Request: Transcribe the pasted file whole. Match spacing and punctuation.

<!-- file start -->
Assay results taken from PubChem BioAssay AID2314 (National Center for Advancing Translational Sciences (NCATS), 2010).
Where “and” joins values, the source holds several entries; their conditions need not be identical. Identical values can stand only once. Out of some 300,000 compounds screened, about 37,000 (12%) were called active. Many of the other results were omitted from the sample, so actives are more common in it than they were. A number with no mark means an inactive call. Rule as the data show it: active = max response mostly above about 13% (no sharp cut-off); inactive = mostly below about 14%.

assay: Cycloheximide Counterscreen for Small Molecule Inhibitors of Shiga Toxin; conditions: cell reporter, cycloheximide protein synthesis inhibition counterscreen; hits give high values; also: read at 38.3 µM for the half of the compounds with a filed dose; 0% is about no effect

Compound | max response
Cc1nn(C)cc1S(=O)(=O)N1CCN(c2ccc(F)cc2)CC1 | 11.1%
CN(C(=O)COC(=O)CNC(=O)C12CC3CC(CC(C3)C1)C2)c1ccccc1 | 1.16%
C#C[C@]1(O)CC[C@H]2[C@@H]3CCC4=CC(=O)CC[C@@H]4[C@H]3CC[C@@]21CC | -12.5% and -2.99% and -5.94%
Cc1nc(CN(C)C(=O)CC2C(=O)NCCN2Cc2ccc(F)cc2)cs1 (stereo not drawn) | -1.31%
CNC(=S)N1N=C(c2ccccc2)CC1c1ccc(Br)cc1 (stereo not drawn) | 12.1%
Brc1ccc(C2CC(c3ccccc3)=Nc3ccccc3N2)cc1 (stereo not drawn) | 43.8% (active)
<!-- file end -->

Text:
Assay results taken from PubChem BioAssay AID2314 (National Center for Advancing Translational Sciences (NCATS), 2010).
Where “and” joins values, the source holds several entries; their conditions need not be identical. Identical values can stand only once. Out of some 300,000 compounds screened, about 37,000 (12%) were called active. Many of the other results were omitted from the sample, so actives are more common in it than they were. A number with no mark means an inactive call. Rule as the data show it: active = max response mostly above about 13% (no sharp cut-off); inactive = mostly below about 14%.

assay: Cycloheximide Counterscreen for Small Molecule Inhibitors of Shiga Toxin; conditions: cell reporter, cycloheximide protein synthesis inhibition counterscreen; hits give high values; also: read at 38.3 µM for the half of the compounds with a filed dose; 0% is about no effect

Compound | max response
Cc1nn(C)cc1S(=O)(=O)N1CCN(c2ccc(F)cc2)CC1 | 11.1%
CN(C(=O)COC(=O)CNC(=O)C12CC3CC(CC(C3)C1)C2)c1ccccc1 | 1.16%
C#C[C@]1(O)CC[C@H]2[C@@H]3CCC4=CC(=O)CC[C@@H]4[C@H]3CC[C@@]21CC | -12.5% and -2.99% and -5.94%
Cc1nc(CN(C)C(=O)CC2C(=O)NCCN2Cc2ccc(F)cc2)cs1 (stereo not drawn) | -1.31%
CNC(=S)N1N=C(c2ccccc2)CC1c1ccc(Br)cc1 (stereo not drawn) | 12.1%
Brc1ccc(C2CC(c3ccccc3)=Nc3ccccc3N2)cc1 (stereo not drawn) | 43.8% (active)